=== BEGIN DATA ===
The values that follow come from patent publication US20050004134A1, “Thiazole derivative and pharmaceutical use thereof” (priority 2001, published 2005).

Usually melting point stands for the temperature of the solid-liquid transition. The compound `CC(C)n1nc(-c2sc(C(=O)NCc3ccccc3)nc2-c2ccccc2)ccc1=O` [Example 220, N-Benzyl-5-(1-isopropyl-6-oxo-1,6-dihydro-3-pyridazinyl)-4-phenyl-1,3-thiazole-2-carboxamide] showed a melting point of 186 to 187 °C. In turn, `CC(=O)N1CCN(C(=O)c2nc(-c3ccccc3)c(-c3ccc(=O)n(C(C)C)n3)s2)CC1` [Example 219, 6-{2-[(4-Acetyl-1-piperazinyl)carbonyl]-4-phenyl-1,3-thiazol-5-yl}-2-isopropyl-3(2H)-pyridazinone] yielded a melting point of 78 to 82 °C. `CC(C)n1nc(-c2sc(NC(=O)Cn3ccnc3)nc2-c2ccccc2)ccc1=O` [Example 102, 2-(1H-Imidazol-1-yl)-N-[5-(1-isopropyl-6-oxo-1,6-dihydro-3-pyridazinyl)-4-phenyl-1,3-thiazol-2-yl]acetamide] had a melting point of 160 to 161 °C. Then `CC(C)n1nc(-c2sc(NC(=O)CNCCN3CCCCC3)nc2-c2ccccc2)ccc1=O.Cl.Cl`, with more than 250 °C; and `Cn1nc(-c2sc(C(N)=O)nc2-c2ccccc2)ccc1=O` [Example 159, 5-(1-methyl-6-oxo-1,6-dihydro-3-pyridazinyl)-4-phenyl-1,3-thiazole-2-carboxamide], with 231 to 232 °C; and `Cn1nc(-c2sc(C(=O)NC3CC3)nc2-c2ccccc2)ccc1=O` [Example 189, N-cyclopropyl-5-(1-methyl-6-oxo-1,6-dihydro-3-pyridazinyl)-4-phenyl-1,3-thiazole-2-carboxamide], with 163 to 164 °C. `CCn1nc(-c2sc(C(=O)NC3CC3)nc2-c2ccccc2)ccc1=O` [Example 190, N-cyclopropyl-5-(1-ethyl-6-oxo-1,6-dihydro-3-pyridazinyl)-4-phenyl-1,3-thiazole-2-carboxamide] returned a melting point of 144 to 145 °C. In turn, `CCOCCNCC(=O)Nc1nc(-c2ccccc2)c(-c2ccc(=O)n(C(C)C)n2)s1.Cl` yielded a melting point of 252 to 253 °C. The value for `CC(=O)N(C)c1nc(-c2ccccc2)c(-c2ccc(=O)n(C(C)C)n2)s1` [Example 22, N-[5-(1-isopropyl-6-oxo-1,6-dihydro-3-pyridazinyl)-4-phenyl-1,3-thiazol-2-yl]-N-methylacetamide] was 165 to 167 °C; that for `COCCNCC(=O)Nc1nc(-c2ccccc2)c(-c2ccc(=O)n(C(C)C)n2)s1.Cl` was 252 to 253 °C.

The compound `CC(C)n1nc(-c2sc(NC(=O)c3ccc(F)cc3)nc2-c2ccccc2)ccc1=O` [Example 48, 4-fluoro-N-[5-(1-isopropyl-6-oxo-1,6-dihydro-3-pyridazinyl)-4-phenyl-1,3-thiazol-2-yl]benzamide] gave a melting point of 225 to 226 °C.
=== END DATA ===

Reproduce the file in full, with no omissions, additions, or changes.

The values that follow come from patent publication US20050004134A1, “Thiazole derivative and pharmaceutical use thereof” (priority 2001, published 2005).

Usually melting point stands for the temperature of the solid-liquid transition. The compound `CC(C)n1nc(-c2sc(C(=O)NCc3ccccc3)nc2-c2ccccc2)ccc1=O` [Example 220, N-Benzyl-5-(1-isopropyl-6-oxo-1,6-dihydro-3-pyridazinyl)-4-phenyl-1,3-thiazole-2-carboxamide] showed a melting point of 186 to 187 °C. In turn, `CC(=O)N1CCN(C(=O)c2nc(-c3ccccc3)c(-c3ccc(=O)n(C(C)C)n3)s2)CC1` [Example 219, 6-{2-[(4-Acetyl-1-piperazinyl)carbonyl]-4-phenyl-1,3-thiazol-5-yl}-2-isopropyl-3(2H)-pyridazinone] yielded a melting point of 78 to 82 °C. `CC(C)n1nc(-c2sc(NC(=O)Cn3ccnc3)nc2-c2ccccc2)ccc1=O` [Example 102, 2-(1H-Imidazol-1-yl)-N-[5-(1-isopropyl-6-oxo-1,6-dihydro-3-pyridazinyl)-4-phenyl-1,3-thiazol-2-yl]acetamide] had a melting point of 160 to 161 °C. Then `CC(C)n1nc(-c2sc(NC(=O)CNCCN3CCCCC3)nc2-c2ccccc2)ccc1=O.Cl.Cl`, with more than 250 °C; and `Cn1nc(-c2sc(C(N)=O)nc2-c2ccccc2)ccc1=O` [Example 159, 5-(1-methyl-6-oxo-1,6-dihydro-3-pyridazinyl)-4-phenyl-1,3-thiazole-2-carboxamide], with 231 to 232 °C; and `Cn1nc(-c2sc(C(=O)NC3CC3)nc2-c2ccccc2)ccc1=O` [Example 189, N-cyclopropyl-5-(1-methyl-6-oxo-1,6-dihydro-3-pyridazinyl)-4-phenyl-1,3-thiazole-2-carboxamide], with 163 to 164 °C. `CCn1nc(-c2sc(C(=O)NC3CC3)nc2-c2ccccc2)ccc1=O` [Example 190, N-cyclopropyl-5-(1-ethyl-6-oxo-1,6-dihydro-3-pyridazinyl)-4-phenyl-1,3-thiazole-2-carboxamide] returned a melting point of 144 to 145 °C. In turn, `CCOCCNCC(=O)Nc1nc(-c2ccccc2)c(-c2ccc(=O)n(C(C)C)n2)s1.Cl` yielded a melting point of 252 to 253 °C. The value for `CC(=O)N(C)c1nc(-c2ccccc2)c(-c2ccc(=O)n(C(C)C)n2)s1` [Example 22, N-[5-(1-isopropyl-6-oxo-1,6-dihydro-3-pyridazinyl)-4-phenyl-1,3-thiazol-2-yl]-N-methylacetamide] was 165 to 167 °C; that for `COCCNCC(=O)Nc1nc(-c2ccccc2)c(-c2ccc(=O)n(C(C)C)n2)s1.Cl` was 252 to 253 °C.

The compound `CC(C)n1nc(-c2sc(NC(=O)c3ccc(F)cc3)nc2-c2ccccc2)ccc1=O` [Example 48, 4-fluoro-N-[5-(1-isopropyl-6-oxo-1,6-dihydro-3-pyridazinyl)-4-phenyl-1,3-thiazol-2-yl]benzamide] gave a melting point of 225 to 226 °C.